Two Questions

By Holly Lisle

I heard the President’s speech. So did most of everyone else, I imagine. I remain frustrated. I am willing to support unilateral action on our part; I’m willing to go along with this. But I’m still waiting for the answer to two simple questions, and I haven’t gotten the answer to either one yet. The questions are:

  1. Why Iraq?

  2. Why now?

If we have evidence that Iraq’s government sponsored the terrorists who took out the WTC, okay. If we have evidence that Saddam is getting ready to sell (or give) nuclear technology or biological weapons or chemical weapons to terrorist organizations — or that it has already done so — all right. Those would be clear reasons. But I keep thinking that if the administration had those clear connections, the Presidend would have been taking them public long before now, knowing that either of those points would convince a lot of fence-sitters. I’m assuming the government would like to convince a lot of fence-sitters, opinion-polls being as popular as they have ever been, and elected officials being as vulnerable to being voted out of office as they have ever been.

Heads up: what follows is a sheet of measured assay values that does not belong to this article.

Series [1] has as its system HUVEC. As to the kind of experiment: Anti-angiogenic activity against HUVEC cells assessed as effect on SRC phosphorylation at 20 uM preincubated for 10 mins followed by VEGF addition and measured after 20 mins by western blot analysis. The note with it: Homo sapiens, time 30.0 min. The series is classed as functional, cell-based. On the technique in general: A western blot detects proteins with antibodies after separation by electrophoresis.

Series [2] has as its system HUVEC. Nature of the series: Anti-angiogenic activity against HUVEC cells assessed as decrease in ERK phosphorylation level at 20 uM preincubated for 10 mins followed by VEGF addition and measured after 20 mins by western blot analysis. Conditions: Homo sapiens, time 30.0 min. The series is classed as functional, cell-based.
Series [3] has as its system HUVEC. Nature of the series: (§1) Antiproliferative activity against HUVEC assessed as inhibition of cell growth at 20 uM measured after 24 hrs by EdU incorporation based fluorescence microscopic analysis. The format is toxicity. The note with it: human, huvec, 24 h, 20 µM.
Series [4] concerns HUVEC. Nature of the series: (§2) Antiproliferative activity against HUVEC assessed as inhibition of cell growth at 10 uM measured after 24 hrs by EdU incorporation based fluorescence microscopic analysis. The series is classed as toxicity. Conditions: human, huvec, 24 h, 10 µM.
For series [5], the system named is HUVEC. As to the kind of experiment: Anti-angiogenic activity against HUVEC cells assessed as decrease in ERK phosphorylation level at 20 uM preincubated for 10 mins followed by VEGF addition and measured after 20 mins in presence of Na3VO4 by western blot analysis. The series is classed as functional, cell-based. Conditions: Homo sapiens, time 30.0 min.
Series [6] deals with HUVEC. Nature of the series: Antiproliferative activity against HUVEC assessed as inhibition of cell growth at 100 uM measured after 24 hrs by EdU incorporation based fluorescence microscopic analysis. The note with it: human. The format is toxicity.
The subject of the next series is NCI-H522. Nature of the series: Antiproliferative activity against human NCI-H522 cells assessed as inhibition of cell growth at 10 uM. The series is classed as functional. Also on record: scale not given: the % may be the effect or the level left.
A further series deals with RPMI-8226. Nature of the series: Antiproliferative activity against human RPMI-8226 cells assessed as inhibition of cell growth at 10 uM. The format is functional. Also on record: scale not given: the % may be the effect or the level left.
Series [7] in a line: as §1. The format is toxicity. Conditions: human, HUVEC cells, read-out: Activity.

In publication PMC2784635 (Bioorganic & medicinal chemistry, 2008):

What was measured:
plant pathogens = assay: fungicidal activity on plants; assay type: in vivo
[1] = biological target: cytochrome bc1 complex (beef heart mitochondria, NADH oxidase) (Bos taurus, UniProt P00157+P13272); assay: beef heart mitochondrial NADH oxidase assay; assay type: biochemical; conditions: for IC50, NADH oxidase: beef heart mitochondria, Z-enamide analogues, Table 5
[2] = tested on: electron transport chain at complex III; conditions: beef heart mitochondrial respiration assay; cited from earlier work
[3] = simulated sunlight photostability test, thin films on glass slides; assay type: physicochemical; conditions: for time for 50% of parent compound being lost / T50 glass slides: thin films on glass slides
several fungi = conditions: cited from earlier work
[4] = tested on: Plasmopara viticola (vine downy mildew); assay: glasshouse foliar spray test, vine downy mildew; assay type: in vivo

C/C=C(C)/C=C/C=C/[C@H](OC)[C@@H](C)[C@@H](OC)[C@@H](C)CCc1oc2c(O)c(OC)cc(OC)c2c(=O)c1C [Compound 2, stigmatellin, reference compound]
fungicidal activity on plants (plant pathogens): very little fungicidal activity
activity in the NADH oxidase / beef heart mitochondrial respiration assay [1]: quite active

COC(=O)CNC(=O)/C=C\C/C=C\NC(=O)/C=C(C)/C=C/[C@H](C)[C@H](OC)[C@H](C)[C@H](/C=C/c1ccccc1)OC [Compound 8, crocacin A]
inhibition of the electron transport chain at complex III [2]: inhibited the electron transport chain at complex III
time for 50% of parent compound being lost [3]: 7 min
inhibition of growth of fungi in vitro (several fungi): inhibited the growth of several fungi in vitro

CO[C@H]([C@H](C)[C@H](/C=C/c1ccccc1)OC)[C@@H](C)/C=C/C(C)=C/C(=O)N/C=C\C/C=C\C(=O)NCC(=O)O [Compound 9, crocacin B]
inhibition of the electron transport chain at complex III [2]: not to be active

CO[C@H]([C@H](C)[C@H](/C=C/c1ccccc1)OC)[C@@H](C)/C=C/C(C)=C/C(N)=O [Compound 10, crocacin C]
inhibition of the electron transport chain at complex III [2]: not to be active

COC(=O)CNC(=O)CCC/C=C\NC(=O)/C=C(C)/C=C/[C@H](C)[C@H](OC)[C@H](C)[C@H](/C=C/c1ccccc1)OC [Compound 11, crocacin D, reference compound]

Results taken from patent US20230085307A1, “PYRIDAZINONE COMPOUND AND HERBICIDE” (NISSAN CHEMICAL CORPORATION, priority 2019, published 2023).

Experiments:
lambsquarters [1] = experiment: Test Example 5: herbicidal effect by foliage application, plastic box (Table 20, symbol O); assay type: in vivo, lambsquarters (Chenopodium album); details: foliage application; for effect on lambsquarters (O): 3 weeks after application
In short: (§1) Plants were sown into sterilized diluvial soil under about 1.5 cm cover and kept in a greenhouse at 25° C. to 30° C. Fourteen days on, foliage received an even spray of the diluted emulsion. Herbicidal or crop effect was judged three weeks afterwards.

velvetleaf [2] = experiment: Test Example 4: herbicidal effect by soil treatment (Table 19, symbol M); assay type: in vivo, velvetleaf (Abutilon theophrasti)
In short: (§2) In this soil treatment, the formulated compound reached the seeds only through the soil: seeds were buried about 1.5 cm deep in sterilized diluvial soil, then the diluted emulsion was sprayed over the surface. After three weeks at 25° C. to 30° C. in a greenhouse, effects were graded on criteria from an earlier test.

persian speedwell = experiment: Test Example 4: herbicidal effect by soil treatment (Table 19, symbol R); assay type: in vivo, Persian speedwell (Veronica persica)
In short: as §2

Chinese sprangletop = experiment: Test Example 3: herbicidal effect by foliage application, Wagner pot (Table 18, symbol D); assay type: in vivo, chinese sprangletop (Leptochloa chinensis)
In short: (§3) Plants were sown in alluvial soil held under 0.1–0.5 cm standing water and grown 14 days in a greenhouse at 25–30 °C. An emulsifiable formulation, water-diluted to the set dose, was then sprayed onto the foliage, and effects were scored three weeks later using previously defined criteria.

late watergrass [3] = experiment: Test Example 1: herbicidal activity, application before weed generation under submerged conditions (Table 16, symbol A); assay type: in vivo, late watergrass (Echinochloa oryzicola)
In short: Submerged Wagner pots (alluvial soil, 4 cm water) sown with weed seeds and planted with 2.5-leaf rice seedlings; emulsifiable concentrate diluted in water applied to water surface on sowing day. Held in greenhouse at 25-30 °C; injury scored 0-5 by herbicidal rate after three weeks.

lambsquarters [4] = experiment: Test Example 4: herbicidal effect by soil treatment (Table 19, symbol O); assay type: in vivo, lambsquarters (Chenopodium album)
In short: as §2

So. Why Iraq? We have clear evidence of the involvement of Saudi Arabia and Pakistan in the attacks — their people were on the planes. Libya? We know they sponsor terrorism. Why Iraq? I just want as much of a chain of evidence as I can get without sacrificing the lives of the people who obtained it.

And why now? Is there some pressing deadline that we will cross at our own peril? Does Iraq have plans in the works that we (meaning our government) knows about that are aimed at the US or at our allies? I’m not asking for classified documents. I would like more than what I’ve gotten, which is that Saddam is a vile creature who should not be entrusted with the lives of his own people, much less those of the rest of the world. That was clear a long time ago. But what has changed to require his removal now?

I’m not a pacifist. I have frequently come out in favor of intelligently applied violence as an excellent solution to problems resistant to other approaches. I am entirely willing to be convinced that attacking Iraq now is a defensive, not offensive, move. I personally think that we should have taken Saddam out when we were over there the last time; I don’t doubt for a minute that he has no business being a national leader, or even still breathing.

I simply need evidence-supported answers to those two questions and I’m good to go.

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